Address to New Zealand Shareholders Association Conference and AGM

  • Simon Power

Good morning.

Thank you for the invitation to speak here today.

First I'd like to apologise for stealing your founder and chairman Bruce Sheppard away from you.

Earlier this year when I was brainstorming just who we would put on the establishment board for the new Financial Markets Authority - Bruce's name was one of those which popped into my head.

It seemed to me we needed a mix of skills if we were to get this right, and for me Bruce was a necessary ingredient in that important mix.

He isn't afraid to speak his mind, he has the interests of everyday investors at heart and he's worked tirelessly to keep companies honest.

As you will be aware, my overriding focus in the commerce portfolio is to restore mum and dad investor confidence in our capital markets after the global financial crisis and the collapse of finance companies.

Having such a strong investor advocate in Bruce on the establishment board is an important component to getting the regulator right.

And, I'm pleased with the vigour with which Bruce took up the role.

To quote a media article, Bruce said the appointment felt like 1945 after the end of World War II.

"It's Berlin, I'm General Patton and for the last 10 years I've been happy to kill everything in my path. But the war is over and now I have to work out how to rebuild the economy."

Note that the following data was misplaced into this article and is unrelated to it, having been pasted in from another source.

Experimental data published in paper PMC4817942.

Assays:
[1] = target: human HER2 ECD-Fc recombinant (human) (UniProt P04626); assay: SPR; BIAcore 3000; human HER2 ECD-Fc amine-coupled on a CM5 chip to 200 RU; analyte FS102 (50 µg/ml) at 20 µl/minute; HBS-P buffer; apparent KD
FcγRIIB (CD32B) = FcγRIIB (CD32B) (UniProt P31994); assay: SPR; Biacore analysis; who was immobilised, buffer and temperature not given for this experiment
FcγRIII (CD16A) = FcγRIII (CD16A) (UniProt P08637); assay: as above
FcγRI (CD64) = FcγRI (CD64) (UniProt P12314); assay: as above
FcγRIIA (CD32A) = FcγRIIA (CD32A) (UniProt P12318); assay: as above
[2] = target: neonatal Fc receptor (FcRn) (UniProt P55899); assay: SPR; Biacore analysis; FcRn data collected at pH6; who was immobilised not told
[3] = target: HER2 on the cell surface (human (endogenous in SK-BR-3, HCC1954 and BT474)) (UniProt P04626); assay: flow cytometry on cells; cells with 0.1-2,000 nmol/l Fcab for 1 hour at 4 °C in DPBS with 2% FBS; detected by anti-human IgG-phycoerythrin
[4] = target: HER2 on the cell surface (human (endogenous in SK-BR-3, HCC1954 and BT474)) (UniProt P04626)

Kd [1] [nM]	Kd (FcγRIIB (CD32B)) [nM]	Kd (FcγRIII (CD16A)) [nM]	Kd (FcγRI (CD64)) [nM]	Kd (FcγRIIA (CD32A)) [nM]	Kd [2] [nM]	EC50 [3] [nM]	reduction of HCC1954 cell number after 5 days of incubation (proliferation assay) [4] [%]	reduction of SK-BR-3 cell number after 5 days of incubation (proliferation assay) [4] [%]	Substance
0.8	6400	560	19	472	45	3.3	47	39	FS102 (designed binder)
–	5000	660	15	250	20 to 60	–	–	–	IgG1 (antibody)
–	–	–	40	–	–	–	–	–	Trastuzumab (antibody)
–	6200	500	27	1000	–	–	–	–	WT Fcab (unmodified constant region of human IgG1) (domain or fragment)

It's much the same way that I felt after spending nine long years in opposition.

But I won't dwell on those long dark days - there's too much work to be done.

The FMA establishment board has now been up and running for two months and has recently begun advertising to find the FMA's chief executive.

I've met this board once and reports I'm receiving is that it is making very good progress in getting the regulator established by the first quarter of next year.

We've fast-tracked it because we need to make changes as soon as possible. Over the past 20 months it's become clear to me that what was missing was a single regulator with a clear focus on visible, proactive, and timely enforcement to help protect investors and therefore our capital markets.

On too many occasions in the finance company collapses we heard of investors' money falling to the floor while the regulators looked at each other.

This damaged investor confidence.

The FMA has a critical role in rebuilding that confidence.

It will consolidate all the functions fragmented across the Securities Commission, the Ministry of Economic Development, including the Government Actuary, and the NZX.

And make no mistake - it will have some grunt.

It will have sole responsibility for enforcing securities, financial reporting, and company laws as they apply to financial services and securities markets.

It will regulate and oversee trustees, auditors, financial service providers, and financial advisers.

Further, and this is very important, it will have the power to bring products into its scope so we can avoid the type of problems we saw with products such as Blue Chip, which the Securities Commission was unable to regulate because they were structured to be outside the Securities Act.